Ironically, considering that Iraq tried in vain to draw Israel into the conflict by lobbing 39 SCUD
missiles into Israeli population centers, the drones used by the American forces were purchased from Israel. IAI (Israel Aircraft Industries) is a world leader in the field. The impetus for the development of its drones came from the 1973 war in which Syria’s Soviet-built SAM missiles inflicted unacceptable losses on Israeli aircraft. Israel decided at that time that it would make better sense to use relatively cheap unmanned planes for reconnaissance, rather than the very expensive manned aircraft, to say nothing about the lives of its pilots.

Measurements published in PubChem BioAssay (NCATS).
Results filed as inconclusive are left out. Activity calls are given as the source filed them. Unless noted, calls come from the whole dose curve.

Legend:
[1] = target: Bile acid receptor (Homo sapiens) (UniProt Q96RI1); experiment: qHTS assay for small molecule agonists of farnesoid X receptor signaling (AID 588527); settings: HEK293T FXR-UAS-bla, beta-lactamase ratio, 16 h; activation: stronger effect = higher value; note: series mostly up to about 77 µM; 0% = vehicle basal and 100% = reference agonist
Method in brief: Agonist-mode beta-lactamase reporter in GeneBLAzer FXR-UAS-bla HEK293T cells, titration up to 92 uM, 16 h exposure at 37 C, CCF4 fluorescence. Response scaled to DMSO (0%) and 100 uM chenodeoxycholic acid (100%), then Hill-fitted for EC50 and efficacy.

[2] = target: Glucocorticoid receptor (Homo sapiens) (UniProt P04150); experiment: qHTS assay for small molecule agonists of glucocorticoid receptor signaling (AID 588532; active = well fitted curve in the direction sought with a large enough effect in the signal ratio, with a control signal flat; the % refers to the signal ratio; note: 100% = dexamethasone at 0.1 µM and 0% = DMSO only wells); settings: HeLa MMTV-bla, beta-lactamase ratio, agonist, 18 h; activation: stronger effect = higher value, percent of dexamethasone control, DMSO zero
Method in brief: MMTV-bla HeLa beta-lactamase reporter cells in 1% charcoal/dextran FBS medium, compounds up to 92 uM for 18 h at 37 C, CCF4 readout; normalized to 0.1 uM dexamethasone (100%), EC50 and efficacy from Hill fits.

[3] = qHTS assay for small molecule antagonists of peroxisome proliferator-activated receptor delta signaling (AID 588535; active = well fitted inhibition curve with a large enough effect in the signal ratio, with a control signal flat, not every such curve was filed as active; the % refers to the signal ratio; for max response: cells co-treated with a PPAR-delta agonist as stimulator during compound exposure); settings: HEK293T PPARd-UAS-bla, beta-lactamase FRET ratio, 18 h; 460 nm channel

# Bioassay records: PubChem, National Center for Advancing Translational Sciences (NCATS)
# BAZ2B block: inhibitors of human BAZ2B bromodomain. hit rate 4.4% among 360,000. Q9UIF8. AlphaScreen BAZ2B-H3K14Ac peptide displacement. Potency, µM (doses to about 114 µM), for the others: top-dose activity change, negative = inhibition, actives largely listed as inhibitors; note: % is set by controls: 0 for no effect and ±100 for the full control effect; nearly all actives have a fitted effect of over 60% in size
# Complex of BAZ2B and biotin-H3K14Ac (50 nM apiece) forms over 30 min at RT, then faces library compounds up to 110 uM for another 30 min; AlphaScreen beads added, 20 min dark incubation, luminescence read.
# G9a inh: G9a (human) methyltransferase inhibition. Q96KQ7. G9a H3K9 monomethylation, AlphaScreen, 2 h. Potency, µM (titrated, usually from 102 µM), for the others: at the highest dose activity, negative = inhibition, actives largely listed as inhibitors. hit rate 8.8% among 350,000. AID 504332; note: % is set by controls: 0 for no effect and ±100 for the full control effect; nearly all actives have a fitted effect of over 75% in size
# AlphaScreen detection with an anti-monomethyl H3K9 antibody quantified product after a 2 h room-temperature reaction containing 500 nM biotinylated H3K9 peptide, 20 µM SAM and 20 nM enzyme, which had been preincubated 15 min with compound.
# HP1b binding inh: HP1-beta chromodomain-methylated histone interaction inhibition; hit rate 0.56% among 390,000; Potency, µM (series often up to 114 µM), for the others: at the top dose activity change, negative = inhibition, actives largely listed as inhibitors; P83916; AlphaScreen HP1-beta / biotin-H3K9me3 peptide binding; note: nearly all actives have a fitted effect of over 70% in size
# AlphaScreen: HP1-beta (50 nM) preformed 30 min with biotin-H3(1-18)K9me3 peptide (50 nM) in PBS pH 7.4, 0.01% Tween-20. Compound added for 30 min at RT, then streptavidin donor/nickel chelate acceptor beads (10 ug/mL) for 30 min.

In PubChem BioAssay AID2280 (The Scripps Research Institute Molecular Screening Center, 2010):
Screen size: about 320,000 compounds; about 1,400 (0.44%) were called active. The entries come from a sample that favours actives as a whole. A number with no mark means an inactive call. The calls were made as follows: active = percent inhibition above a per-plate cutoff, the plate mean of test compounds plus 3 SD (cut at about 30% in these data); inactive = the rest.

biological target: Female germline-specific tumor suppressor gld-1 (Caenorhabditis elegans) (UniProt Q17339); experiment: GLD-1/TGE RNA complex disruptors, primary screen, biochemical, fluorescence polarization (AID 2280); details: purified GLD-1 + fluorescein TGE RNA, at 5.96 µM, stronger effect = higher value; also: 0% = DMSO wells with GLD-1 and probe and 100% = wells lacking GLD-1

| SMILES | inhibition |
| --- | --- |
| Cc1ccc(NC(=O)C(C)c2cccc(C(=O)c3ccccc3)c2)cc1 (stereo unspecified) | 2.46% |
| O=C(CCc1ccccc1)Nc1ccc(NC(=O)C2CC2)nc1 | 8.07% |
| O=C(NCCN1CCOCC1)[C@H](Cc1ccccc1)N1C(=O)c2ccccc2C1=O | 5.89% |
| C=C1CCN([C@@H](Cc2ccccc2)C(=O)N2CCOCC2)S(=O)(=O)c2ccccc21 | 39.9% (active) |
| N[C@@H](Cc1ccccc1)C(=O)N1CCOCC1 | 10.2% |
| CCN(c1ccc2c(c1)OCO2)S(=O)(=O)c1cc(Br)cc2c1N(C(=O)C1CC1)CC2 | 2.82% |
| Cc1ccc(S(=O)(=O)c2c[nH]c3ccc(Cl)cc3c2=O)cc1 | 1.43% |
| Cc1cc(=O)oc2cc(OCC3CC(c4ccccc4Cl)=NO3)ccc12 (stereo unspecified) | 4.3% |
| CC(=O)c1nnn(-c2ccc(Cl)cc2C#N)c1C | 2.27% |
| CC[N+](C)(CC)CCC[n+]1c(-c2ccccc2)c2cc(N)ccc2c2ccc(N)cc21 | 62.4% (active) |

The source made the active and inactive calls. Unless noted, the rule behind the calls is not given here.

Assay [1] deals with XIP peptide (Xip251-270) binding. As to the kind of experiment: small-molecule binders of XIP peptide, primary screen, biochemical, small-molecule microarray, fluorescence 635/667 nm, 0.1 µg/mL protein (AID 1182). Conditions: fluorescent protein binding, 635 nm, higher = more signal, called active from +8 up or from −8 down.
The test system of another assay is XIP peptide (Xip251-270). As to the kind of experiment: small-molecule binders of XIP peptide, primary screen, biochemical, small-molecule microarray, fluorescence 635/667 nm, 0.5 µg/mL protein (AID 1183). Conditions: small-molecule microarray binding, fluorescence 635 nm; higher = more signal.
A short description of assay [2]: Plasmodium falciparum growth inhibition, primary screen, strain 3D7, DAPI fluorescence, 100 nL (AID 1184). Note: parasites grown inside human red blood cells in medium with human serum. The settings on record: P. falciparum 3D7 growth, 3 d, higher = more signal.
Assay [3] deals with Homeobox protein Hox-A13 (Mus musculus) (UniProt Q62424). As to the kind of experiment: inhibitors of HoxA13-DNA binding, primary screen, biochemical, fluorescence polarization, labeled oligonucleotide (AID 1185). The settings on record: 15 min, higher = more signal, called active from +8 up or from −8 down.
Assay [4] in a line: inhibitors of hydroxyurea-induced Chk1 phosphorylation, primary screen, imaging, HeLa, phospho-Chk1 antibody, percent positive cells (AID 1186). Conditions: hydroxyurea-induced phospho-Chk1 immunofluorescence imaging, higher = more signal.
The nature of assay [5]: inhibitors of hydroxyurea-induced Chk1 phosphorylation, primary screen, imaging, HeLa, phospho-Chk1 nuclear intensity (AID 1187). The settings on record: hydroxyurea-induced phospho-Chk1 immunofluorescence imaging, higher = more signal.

Beginning in 1974, the Israelis invested substantial resources in developing a pilotless aircraft that could make the best use of the rapidly evolving technologies involved in radio, television cameras, computers and communications. By 1982, during the Lebanese operation, Israel’s drones made it possible for its Air Force to eliminate Syria’s SAMs in the Beka Valley in one day with no Israeli losses, a remarkable performance, which the American military studied with considerable interest.     

The U.S. Army in the 1970s tried to develop its own RPV, but after investing some ten years and around a billion dollars, it gave up. The U.S. Navy didn’t really become interested until the mid-1980s, when it lost two of its planes to SAM missiles in Lebanon. After sponsoring an international competition, which IAI won, the Navy bought Israel’s RPV, called the Pioneer system. Modified by IAI for use from battleships instead of land bases or aircraft carriers, these drones were used for the first time by the U.S. in the Gulf War.